Imagine training with the likes of Paul Scholes and Wayne Rooney, watching a young Cristiano Ronaldo perfecting his free-kick technique, and talking to Sir Alex Ferguson in the corridors of Carrington.
For every Manchester United fan, this would have been the stuff of dreams 10-15 years ago.
But for Febian Brandy, this was every day life.
The Manchester-born forward spent a total of 13 years with the Red Devils after being spotted as a youngster and, as you can probably imagine, has many fascinating anecdotes from his spell at Old Trafford.
Although he was unable to force his way into the United first team - he left the Premier League giants for Notts County in a permanent deal in 2011 - Brandy still looks back fondly on his time growing up at one of the world’s biggest football clubs.
Speaking exclusively to GIVEMESPORT, Brandy revealed that he had the opportunity to join Barcelona when he was a teenager after picking up a Player of the Tournament award over in Spain.
However, he saw no reason to leave United for the Camp Nou and decided to stay put, which was music to Ferguson’s ears at the time.
“I went back into Carrington a week or two later and I was walking down the corridor,” Brandy explained. “Sir Alex went ‘Have you heard?’ I knew what he was going to say but I just played dumb and said ‘no’ and he said: ‘Barcelona are interested in you - what are your thoughts?’
“It was kind of a test. It was the same time that Barcelona and Man United were on the same level - Man Utd may even have been above them.
“I just said ‘I’m a Manchester lad. I’m Manchester born and bred. I want to stay here at the club that has looked after me.’ And he patted me on the head and said ‘Good answer’ and just walked off.”
Brandy also tells a brilliant story involving Scholes - the player he says was on a “different level” to everyone else at the club - in training.
“There was a 11 v 11 - a mix of reserve and first-team players - I’ve got the ball and Scholesy’s nicked it off me,” he begins. “I’ve slid in to tackle him and I’ve clipped him and stood on his foot. He’s gone down injured and everybody is out there - the first team, Sir Alex, Mike Phelan - and as soon as he went down my heart was just pumping. In my mind I was thinking ‘Scholesy get up!’
“The physio has run over and my heart’s pumping, pumping and eventually Scholsey’s got up. He was like ‘don’t worry about it, don’t worry about it’.
“The whole session just stopped. I think it was five days before a game, but luckily he was OK.
“He got his treatment, carried on, then I’ve got the ball and Scholsey’s come in and swiped me and cleaned me out on the back of my Achilles or my calf. I’m holding it and looking up, thinking ‘is everyone going to stop?’. Everyone just carried on! I was thinking where’s my treatment! I was just hobbling around.”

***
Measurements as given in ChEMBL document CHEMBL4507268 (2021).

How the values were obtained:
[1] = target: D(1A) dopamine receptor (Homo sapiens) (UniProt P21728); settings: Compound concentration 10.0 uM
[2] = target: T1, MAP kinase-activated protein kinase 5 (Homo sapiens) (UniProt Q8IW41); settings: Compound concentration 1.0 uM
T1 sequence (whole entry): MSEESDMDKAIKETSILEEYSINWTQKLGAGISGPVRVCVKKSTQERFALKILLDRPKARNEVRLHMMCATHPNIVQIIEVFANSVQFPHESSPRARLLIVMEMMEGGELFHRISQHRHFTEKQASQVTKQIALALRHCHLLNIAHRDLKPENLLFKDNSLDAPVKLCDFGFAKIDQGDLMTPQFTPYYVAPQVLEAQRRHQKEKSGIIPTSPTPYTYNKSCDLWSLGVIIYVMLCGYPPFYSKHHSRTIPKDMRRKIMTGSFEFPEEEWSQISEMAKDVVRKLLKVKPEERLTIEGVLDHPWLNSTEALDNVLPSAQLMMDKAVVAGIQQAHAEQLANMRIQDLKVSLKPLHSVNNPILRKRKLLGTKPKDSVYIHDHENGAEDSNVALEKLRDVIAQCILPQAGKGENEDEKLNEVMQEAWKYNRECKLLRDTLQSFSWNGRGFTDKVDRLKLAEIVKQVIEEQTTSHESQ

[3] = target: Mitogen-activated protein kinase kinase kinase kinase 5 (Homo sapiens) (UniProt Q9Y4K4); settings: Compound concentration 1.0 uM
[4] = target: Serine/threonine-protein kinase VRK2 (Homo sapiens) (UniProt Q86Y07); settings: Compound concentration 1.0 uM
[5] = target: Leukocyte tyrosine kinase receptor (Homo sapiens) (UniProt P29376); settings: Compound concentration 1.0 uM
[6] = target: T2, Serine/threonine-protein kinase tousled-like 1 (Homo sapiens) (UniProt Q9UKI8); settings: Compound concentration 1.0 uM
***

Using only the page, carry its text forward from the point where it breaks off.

However, Brandy and everyone else saw the funny side.
“Because it’s such a family-orientated club, it’s something we all laughed about afterwards,” he added. “I got stick for it in the reserve team dressing room. All the lads were like ‘Fabs, I saw you sweating!’. It was good times.”
But if you were of the impression that youngsters at Old Trafford felt intimidated by the club’s superstars, you’d be mistaken.
Brandy continued: “Because the first teamers and staff were so good with the young ones coming through, you didn’t really feel intimidated. You looked up to them instead.
“If we were doing a shooting drill, we’d get someone like Wayne Rooney or Ruud van Nistelrooy come over, watch us and join in with us and it would give us a buzz.
“If we finished training and one of the first team saw us shooting off, they’d be like: ‘Why are you not going to the gym? Have you got somewhere better to be?”
It was this fierce work ethic that filtered through to the youth team and helped create a host of professional footballers, such as Brandy, who went on to play for various clubs in the Football League and abroad.
Watching how hard a supremely talented footballer like Ronaldo used to work inspired him and his fellow youngsters.
“When you see Ronaldo scoring his free-kicks left, right and centre, he was the first one in and the last one out,” Brandy revealed. “Practising his free-kicks, practising his free-kicks. That’s not something that’s happened overnight.”
Brandy was also one of the first players to be coached by United’s current interim manager Ole Gunnar Solskjaer - and, like everybody else, the 30-year-old only has positive things to say about the Norwegian.
“He was my reserve team manager for a couple of years. I went from Brian McClair to Warren Joyce and Ole. But Ole is a top, top guy, down to earth. He’ll literally talk to anyone. You’ve seen what he’s done with the United team now. He’s just got something about him where he can get the best out of players and he was someone who did get the best out of me.
“Because he’s a legendary striker, sometimes I would do something that wasn’t good for me. For example, I would probably take too many touches in the box and then try and get a shot off.
“Ole would see this and he would say ‘Fabs, the positions you get in, you just need to control it and then shoot’. He told me a few times and I found myself taking a touch and then shooting and it going through the players’ legs because that was something he was big on. So he could see traits in players that the player couldn’t even see themselves.”
For Brandy, these are unforgettable memories that he’ll cherish forever.
He isn’t done with football just yet - he hopes to sign for a new club in time for the 2019-20 campaign - but is currently devoting his time to an exciting new app called Skouted.
You can read more about Brandy’s Skouted app HERE.News Now - Sport News